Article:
The Mnisi area (Bushbuckridge Municipality, Mpumalanga), which has a long history of working with the Faculty of Veterinary Science at UP and its conservation and development partners, was selected to pilot a project that aims to provide opportunities for livestock sales to farmers in an FMD protection zone. The communities living in this area are surrounded by wildlife areas on three sides of their grazing lands, which puts them at especially high risk. The pilot project, which includes four villages and four communal dip tanks (to avoid cattle contracting FMD or other diseases), 7 500 hectares of rangeland, 4 000 cattle, and 330 cattle owners, will also introduce a new design of mobile abattoir technology that will facilitate the safe and low-impact supply of red meat from livestock in an FMD-infected area.

Pilot project worth the work

Dr Jacques van Rooyen, from the faculty’s Hans Hoheisen Wildlife Research Platform (HHWRP), says that his team has been working around the clock to try and get all the necessary approvals and costing in place for this new addition to the project. ”It is becoming a benchmark project in terms of how science, development, policy, implementation and business need to come together to achieve what science proposes could work. It has been very challenging to combine all these various facets, but we believe it will be worth it,” he says.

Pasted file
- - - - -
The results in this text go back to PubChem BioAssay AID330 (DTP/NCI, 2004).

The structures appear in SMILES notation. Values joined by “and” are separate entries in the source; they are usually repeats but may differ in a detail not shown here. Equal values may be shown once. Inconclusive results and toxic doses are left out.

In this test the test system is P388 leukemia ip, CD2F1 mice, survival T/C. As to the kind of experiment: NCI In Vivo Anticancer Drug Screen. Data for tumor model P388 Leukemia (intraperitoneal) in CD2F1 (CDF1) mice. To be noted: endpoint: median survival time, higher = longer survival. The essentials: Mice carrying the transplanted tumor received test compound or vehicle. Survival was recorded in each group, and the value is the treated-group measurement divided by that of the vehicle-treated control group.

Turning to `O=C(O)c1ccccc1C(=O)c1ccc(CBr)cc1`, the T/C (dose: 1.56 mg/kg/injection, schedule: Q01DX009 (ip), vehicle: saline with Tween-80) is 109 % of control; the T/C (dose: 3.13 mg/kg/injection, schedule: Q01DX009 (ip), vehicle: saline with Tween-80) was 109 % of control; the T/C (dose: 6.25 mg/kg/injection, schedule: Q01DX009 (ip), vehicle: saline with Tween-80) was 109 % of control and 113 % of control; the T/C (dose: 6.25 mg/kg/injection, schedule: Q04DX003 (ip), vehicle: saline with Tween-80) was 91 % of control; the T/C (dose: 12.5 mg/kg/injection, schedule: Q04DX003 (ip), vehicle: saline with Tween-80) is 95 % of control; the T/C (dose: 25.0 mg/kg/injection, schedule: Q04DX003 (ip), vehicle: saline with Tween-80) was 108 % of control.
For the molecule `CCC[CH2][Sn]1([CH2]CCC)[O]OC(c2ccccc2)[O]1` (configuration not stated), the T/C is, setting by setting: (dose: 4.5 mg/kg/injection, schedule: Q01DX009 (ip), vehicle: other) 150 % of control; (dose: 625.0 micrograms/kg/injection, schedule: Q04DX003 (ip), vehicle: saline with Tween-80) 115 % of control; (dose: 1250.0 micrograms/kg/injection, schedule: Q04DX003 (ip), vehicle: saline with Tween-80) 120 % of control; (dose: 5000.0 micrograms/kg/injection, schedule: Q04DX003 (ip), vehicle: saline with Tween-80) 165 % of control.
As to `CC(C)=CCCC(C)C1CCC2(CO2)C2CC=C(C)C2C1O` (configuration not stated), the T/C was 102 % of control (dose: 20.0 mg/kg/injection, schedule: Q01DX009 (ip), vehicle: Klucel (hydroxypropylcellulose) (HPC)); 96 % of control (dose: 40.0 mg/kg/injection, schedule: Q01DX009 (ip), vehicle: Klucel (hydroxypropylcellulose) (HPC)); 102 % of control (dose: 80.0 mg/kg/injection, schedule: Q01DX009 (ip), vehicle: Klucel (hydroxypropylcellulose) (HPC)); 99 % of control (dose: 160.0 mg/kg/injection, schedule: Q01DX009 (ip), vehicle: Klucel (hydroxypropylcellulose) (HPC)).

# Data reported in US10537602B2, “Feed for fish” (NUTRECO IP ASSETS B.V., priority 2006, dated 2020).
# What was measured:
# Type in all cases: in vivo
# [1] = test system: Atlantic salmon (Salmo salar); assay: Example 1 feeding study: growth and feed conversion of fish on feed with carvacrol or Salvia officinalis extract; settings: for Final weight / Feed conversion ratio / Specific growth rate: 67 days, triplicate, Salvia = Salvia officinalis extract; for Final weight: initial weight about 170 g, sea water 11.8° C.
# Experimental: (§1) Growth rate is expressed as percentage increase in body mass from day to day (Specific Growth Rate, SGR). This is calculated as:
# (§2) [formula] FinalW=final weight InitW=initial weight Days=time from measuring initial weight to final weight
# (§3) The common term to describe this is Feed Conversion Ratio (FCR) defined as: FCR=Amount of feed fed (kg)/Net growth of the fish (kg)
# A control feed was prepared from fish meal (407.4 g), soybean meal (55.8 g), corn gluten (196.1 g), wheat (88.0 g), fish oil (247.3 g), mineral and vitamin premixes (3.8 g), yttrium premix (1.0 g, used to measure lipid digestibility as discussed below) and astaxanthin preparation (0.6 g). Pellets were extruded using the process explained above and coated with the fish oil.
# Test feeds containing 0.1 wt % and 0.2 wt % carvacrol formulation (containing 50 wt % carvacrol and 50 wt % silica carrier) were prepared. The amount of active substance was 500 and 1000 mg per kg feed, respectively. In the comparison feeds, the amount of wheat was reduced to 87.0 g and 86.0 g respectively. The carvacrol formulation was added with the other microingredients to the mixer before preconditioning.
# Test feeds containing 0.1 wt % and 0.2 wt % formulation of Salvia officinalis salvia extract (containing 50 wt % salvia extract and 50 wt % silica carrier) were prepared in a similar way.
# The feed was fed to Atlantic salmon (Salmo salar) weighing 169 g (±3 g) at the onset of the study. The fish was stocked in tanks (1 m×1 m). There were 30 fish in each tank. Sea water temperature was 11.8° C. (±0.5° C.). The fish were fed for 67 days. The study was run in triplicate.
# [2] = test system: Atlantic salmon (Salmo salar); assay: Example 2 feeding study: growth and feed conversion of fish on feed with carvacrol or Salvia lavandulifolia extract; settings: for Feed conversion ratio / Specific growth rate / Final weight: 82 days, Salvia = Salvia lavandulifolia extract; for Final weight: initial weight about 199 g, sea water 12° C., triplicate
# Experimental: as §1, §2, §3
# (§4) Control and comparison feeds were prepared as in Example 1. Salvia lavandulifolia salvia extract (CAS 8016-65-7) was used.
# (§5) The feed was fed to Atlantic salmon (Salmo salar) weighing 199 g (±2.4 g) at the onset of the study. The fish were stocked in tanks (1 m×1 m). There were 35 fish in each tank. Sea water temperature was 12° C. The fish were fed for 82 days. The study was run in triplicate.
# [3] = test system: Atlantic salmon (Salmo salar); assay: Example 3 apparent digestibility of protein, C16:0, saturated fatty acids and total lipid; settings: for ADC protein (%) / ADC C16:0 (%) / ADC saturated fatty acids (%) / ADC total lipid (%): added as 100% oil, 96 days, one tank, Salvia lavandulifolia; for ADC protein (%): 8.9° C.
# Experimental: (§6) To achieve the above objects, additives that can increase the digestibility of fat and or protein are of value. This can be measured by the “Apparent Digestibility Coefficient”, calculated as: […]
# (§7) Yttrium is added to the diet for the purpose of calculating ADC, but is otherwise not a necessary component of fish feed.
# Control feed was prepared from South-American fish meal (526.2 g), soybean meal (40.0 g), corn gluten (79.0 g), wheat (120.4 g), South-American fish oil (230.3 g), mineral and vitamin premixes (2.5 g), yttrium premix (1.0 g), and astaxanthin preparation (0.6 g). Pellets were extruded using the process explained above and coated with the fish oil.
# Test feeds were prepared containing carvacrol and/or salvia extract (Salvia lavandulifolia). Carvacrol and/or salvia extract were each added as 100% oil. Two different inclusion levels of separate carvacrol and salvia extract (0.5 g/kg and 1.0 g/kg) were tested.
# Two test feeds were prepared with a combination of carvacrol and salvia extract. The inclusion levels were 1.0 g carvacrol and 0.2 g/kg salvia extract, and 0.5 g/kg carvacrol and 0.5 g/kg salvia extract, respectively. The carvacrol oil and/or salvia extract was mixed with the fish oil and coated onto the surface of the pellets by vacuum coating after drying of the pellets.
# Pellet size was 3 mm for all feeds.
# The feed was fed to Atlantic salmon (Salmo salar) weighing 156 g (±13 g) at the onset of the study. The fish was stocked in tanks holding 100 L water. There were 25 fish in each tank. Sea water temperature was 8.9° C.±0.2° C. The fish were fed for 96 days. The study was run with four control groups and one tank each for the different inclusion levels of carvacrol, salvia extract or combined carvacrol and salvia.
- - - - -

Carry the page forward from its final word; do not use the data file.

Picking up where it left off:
The Mpumalanga Department of Agriculture, Rural Development, Land and Environmental Affairs recently approved the pilot phase of the mobile abattoir technology for 30 cattle. The team will keep detailed records of the process and adhere to strict control measures.

The pilot area is within reach of the Skukuza abattoir, the only designated abattoir in the FMD-infected zone of South Africa from where meat can be transported outside of the control area should all veterinary requirements be met. The mobile abattoir technology, together with the successful integration of commodity-based trade standards for the trade of beef from FMD-infected areas, will enable the sale of red meat products outside the controlled areas and provide a vital cash injection for local households that rely on livestock farming for their subsistence.

Far reaching effects

The Herding for Health pilot project is led by the HHWRP and supported by the Peace Parks Foundation and the Hans Hoheisen Charitable Trust. Implementation of the project is managed in collaboration with Conservation South Africa, whose aim is to promote sustainable agricultural practices through the development of value chains that will in turn promote rangeland and biodiversity stewardship. The Peace Parks Foundation, one of the major contributors to this project, has also pledged major support for the concept and intends to grow it throughout southern Africa. They have already identified possible sites in Mozambique and Zambia for its expansion. All aspects of the Herding for Health programme also require close collaboration with various government departments, such as the Mpumalanga Veterinary Services and the Department of Rural Affairs and Land Reform. These departments will form part of the development team, especially where new policy and implementation models are being tested.

Visit Research Matters to find out about other One Health-related projects being pursued by researchers in the Faculty of Veterinary Science at UP, and see how they are changing things for the better at the interface of human, animal and environmental health. –University of Pretoria